Australian Catholic University (ACU) expects to offer a new BA degree in Western Civilisation from 2021, after signing a Memorandum of Understanding (MOU) with the Ramsay Centre for Western Civilisation in Sydney today.
Under the MOU, which paves the way for a formal agreement, the partnership would fund at least 150 undergraduate scholarships and the hiring of outstanding new educators – and is worth more than $50 million over eight years.
This MoU with the Ramsay Centre comes at a significant time for ACU. The university has recently surged into the Top 250 universities in the world for Arts and Humanities and is now ranked 12th in Arts and Humanities in Australia.
ACU Vice-Chancellor and President Professor Greg Craven acknowledged the generosity of the bequest from the late Paul Ramsay and his trustees and their commitment to provide Australian university students with a first-rate education in the humanities.
“The Ramsay Centre’s emergence is very timely, representing, as it does, a welcome endorsement of the humanities in Australia, at a time when universities are de-emphasising humanities in favour of STEM.
“A liberal arts education is a particularly valuable type of learning, introducing students to great books and the thinking they have inspired over the centuries, and inspiring them to critique and debate the issues and ideas presented in these works and their lasting significance for the world.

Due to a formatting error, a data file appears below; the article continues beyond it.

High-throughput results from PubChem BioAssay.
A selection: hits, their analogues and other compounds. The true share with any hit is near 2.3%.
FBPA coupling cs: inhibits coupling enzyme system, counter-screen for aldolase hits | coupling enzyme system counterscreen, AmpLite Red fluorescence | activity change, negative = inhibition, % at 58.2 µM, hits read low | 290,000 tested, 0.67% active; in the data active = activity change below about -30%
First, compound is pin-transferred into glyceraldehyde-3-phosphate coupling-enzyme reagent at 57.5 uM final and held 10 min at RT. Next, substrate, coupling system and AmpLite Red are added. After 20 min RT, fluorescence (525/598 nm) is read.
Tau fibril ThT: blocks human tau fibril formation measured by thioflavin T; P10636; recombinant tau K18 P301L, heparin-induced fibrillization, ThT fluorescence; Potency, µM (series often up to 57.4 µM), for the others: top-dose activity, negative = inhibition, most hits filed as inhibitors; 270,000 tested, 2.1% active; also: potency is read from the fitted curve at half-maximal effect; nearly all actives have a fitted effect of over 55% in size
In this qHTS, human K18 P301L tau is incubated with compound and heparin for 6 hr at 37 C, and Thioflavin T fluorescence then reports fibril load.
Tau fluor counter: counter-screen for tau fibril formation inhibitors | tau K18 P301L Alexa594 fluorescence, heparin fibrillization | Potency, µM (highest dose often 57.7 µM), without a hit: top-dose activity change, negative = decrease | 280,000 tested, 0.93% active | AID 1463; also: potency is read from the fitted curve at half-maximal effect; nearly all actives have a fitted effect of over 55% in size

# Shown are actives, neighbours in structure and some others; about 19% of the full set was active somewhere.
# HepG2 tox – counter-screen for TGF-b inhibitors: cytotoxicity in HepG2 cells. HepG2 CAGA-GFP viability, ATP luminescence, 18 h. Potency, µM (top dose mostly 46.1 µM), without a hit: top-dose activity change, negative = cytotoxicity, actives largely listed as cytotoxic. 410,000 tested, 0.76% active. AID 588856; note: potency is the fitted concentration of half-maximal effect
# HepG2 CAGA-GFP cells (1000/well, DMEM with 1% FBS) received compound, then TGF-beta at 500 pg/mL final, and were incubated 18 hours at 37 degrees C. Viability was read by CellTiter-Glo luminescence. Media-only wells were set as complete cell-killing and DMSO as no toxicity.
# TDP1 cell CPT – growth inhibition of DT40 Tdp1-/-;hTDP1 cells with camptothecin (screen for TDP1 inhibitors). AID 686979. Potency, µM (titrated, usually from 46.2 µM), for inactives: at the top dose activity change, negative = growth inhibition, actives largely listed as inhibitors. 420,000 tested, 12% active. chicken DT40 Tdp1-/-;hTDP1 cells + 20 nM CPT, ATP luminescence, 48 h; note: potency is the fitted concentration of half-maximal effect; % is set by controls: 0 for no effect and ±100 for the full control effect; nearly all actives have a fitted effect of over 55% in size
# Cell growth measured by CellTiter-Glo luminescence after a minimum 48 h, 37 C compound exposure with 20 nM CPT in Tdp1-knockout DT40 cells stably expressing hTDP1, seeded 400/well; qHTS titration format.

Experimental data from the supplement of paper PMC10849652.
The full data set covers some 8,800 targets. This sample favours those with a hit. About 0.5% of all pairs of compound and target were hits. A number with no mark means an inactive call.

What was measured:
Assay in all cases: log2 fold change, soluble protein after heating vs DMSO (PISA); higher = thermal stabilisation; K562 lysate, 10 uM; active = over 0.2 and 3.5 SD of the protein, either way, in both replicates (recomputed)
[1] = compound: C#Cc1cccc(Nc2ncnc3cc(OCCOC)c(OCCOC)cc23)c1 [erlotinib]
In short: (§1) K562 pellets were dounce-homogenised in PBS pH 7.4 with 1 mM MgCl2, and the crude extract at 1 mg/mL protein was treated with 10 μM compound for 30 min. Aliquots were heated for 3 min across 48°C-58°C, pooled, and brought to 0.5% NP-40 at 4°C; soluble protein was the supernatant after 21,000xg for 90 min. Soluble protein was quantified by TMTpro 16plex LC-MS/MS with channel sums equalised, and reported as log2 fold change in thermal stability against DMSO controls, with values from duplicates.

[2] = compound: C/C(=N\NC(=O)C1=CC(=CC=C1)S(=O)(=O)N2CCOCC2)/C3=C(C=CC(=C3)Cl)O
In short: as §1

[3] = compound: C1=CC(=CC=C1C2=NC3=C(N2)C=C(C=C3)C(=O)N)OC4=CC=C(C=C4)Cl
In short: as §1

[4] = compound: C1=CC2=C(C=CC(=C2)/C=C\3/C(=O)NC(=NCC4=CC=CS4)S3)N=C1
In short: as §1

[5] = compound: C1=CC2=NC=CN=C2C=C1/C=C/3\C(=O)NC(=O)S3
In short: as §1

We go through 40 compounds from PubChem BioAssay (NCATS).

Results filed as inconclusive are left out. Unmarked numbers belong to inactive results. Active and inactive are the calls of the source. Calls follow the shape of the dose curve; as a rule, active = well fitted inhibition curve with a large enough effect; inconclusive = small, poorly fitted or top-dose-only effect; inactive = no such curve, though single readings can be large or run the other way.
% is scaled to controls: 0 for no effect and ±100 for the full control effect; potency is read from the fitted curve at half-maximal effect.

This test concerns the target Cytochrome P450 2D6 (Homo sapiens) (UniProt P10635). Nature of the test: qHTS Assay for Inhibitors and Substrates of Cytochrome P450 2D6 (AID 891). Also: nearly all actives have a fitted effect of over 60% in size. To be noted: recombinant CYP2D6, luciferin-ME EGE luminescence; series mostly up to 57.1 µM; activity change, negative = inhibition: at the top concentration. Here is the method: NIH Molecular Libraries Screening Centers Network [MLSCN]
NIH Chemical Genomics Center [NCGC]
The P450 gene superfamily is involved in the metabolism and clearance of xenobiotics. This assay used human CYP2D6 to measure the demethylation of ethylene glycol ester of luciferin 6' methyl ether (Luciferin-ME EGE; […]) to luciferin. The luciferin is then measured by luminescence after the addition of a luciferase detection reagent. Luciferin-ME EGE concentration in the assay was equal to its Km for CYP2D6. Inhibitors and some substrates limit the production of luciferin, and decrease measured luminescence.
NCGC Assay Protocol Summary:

“We believe it should be central to the mission of any Australian university to embrace and strengthen students’ understanding of the liberal arts tradition, by opening them up to the literature, art, ethics, religion, and philosophy that have defined it and given it meaning.”
The Bachelor of Arts (Western Civilisation) will commence at ACU’s North Sydney Campus in 2021, subject to university course approval processes. The degree will cover a structured and integrated humanities curriculum from antiquity to the present and include an optional honours year.
ACU Vice Chancellor and President, Professor Craven, noted that: “In our negotiations with the Ramsay Centre, we have been clear that the university will maintain autonomy over all key governance arrangements related to the course, and that all our activities will be consistent with the university’s position on intellectual and academic freedom.”